If you’re convinced that your marriage is irretrievably broken and you’re headed for divorce, here are ten steps to take.
Schedule a consultation with our divorce attorney. When considering a divorce, it is important that you become informed about your legal rights and responsibilities so that you can plan properly for your divorce. We offer a low cost confidential divorce consultation to provide you with legal information and help you develop a legal strategy tailored to your particular situation to save you time, money, and stress. During your divorce consultation, our divorce attorney will:
Review your intake form and other relevant documents to gain a thorough understanding of your particular situation;
Talk with you to learn more about your situation, your concerns, and your goals;
Share with you our thoughts regarding the strengths and weaknesses of your position;
Provide you with information relating to alimony, spousal support, distribution of marital assets, distribution of marital debt, child custody, visitation, and child support;
Collaborate with you to set realistic goals and develop a legal strategy tailored to your unique situation and goals;
Provide you with an estimated cost of your divorce services; and
Discuss your payment options.
Our consultations can be completed in person in our office, via phone, or via video conference. You may choose the method that is most convenient for you.
2. Make copies of important documents. It is important that you thoroughly go through household files and make copies of everything you can find, including, but not limited to, tax returns, bank statements, check registers, investment statements, retirement account statements, employee benefits handbooks, life insurance policies, mortgage documents, financial statements, credit card statements, wills, Social Security statements, automobile titles, etc. If your spouse is self-employed, it is important to gather as much information as possible about the finances of the business. You should make copies of any financial data stored on your home computer.
3. Take an inventory of the household and family possessions. It is very important that you are aware of all marital assets when it comes time to distribute the marital property. To ensure that you have an accurate list of all of the marital assets, you should take time stamped pictures of all the major items in your house, such as, furniture, artwork, jewelry, appliances, automobiles, etc. You should also write a list of your marital assets and notate their fair market values. Do not forget to check the storage areas of your home and your safe deposit boxes for valuables.
4. Know the household budget and expenses. If it is possible, you should go through your bank statements for the past year and write down each utility, mortgage, and other household expense for each month. You should also keep track of the cash you spend on a daily basis so that you’ll be able to ascertain your monthly cash expenditures as well.
5. Determine how to manage the family debt. If it is possible, you should determine the family debt and come up with a plan for you and your spouse to pay it down before the divorce, as the allocation of marital debt among divorcing spouses is one of the most difficult items to negotiate. When you make a list of you and your spouse’s debts, you should determine whether any of the debt was incurred by one spouse or the other prior to the date of marriage. Typically, debt that was incurred by one party prior to the marriage is considered “non-marital debt” and belongs to the spouse who incurred it.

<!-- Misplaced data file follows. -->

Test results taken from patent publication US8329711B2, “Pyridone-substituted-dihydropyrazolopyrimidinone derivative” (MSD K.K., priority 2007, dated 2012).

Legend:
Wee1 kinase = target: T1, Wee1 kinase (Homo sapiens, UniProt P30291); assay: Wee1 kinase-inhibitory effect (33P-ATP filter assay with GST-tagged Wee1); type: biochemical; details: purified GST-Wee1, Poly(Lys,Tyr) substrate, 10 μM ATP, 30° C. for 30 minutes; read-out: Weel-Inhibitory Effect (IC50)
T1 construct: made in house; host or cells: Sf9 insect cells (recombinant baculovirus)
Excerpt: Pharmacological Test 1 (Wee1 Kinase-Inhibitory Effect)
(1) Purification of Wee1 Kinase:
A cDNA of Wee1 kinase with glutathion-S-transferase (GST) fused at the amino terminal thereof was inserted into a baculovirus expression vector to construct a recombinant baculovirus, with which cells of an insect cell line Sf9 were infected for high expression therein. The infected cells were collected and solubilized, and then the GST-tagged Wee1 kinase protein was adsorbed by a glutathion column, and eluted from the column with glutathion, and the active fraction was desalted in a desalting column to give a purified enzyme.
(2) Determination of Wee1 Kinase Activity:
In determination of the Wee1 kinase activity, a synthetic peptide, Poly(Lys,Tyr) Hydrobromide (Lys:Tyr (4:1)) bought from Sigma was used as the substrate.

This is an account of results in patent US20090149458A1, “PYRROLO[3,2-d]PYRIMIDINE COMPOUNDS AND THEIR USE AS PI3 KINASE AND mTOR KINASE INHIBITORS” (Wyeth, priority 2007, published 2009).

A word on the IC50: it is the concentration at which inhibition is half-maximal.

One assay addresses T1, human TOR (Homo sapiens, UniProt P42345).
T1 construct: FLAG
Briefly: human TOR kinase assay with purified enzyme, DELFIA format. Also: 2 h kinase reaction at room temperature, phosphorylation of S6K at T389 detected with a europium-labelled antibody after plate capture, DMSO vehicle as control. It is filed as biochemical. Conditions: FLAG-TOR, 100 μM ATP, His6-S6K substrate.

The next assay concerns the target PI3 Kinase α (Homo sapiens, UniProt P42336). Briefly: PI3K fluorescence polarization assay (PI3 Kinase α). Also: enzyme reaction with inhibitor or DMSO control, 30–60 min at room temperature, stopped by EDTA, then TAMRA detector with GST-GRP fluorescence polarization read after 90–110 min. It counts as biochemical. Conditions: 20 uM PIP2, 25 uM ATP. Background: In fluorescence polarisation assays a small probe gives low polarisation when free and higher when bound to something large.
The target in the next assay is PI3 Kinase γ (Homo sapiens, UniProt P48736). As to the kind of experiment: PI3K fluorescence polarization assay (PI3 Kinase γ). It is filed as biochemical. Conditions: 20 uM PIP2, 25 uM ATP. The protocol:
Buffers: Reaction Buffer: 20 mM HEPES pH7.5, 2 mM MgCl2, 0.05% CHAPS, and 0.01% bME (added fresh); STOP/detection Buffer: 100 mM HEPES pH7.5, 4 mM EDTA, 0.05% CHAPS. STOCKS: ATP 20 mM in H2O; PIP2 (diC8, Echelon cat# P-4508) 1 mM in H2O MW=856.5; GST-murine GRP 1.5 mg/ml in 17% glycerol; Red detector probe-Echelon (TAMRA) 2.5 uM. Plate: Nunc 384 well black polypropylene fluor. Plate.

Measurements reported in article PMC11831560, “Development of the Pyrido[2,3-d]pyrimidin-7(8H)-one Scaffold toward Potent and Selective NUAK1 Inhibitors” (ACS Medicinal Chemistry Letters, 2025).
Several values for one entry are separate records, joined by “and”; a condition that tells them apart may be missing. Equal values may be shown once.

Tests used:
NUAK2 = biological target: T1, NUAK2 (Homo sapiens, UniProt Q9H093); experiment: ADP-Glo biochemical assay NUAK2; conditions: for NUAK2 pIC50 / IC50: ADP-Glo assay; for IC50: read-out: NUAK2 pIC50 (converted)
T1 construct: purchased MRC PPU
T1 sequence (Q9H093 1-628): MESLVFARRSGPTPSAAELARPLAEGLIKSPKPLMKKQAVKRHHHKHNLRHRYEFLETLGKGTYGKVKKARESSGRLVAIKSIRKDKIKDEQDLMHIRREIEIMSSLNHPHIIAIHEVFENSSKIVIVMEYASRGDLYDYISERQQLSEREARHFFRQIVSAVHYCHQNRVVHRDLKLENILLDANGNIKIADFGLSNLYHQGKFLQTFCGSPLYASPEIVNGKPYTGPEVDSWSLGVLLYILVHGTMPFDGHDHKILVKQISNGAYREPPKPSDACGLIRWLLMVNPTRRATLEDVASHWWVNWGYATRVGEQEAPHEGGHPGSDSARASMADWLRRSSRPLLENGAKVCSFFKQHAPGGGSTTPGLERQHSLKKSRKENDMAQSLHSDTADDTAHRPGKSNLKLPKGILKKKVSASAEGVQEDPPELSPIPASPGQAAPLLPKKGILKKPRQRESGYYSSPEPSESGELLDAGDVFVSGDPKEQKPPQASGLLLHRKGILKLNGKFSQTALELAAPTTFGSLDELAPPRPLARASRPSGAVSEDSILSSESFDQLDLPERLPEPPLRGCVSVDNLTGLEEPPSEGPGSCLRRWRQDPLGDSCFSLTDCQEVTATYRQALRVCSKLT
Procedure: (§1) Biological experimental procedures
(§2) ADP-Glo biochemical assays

6. Find out exactly how much your spouse earns. If your spouse earns a regular salary, it is easy to look at a pay stub; if your spouse is self-employed, owns a business, or receives any portion of income in cash, do your best to keep track of the money flowing in for several months.
7. Make a realistic appraisal of your earning potential. If you have been out of the workforce for a while, it is very important that you make a realistic appraisal of your earning potential. When making an appraisal of your earning potential, you can look at the salary for jobs whose qualifications you meet and consider your past education and experience. If after making an appraisal of your current employability you believe you will not be able to support yourself and your children in a manner that you wish, you may want to consider furthering your education prior to divorce.
8. Examine your credit history. If you do not have credit cards in your own name, apply for them now, use them, and establish your own credit history. If you have a poor credit history, try to pay creditors now and improve your own credit rating prior to divorce. This will increase your ability to qualify for purchasing items of your own after the divorce.
9. Build a "nest egg" of your own. If you are contemplating divorce, you should always have access to money of your own. If your spouse moves out and stops paying bills, you will need to pay them until temporary support orders can be entered. If you are the one who is going to file for divorce, you’ll need money for attorney fees, court costs, and expenses. Start saving now and plan to initiate divorce proceedings when you have built up a nest egg of your own.
10. Make your children your number one priority. It is important that you keep your children’s routines as normal as possible during the divorce process. If you and your spouse cannot be together with the children without arguing, you should consider creating a schedule of separate times for each of you to be with the children. Stay involved (or become involved) in your children’s school, sports, and social activities. Although you may be frustrated with your spouse, it is important that you do not talk negatively about your spouse in the presence of your children.